Stewart Gordon <> changed:

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--- Comment #9 from Stewart Gordon <> 2011-07-08 15:27:21 PDT ---
(In reply to comment #0)
> Experience with C++ shows that user-defined implementations of 
> assignment operators always return *this, and that there is 
> absolutely no reason to return anything else.

What's C++ to do with anything?  This is D.  You can't just blindly apply
principles learned from one language to another without understanding how the
principles depend on characteristics of the language.

In this instance, from what I can make out it is because C++ isn't garbage
collected, so you're bound to want to implement such operations by modifying
the object in-place rather than creating a new one.  Arithmetical classes
(which should be immutable, so that they behave as values) are an example of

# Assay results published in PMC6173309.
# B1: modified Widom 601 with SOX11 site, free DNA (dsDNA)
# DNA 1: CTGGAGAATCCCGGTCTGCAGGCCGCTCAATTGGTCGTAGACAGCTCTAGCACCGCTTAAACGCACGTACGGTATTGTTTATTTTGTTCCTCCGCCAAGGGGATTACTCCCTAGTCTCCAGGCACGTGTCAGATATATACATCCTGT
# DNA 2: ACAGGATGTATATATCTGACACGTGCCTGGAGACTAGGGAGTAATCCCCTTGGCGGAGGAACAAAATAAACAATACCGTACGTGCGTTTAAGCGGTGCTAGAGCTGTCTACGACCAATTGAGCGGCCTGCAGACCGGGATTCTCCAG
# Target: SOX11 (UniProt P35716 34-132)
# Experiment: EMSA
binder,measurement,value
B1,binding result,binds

something that can benefit from the latter in a garbage collected language such
as D, if only the small change I describe below is made.

> The rule belongs to the language. Require all op*Assign to return void. If a
> value is required on the caller side, pass the left-hand side of the 
> operation.

I agree that the design of op*Assign is flawed, but disagree with this change.

Here's how it should work IMO:

- op*Assign (including plain opAssign) may return either void or typeof(this).

- If it's void, the AssignExpression calls this op*Assign and then returns its

- If it's typeof(this), the AssignExpression calls this op*Assign, sets the
lvalue to what op*Assign returns and then returns it.

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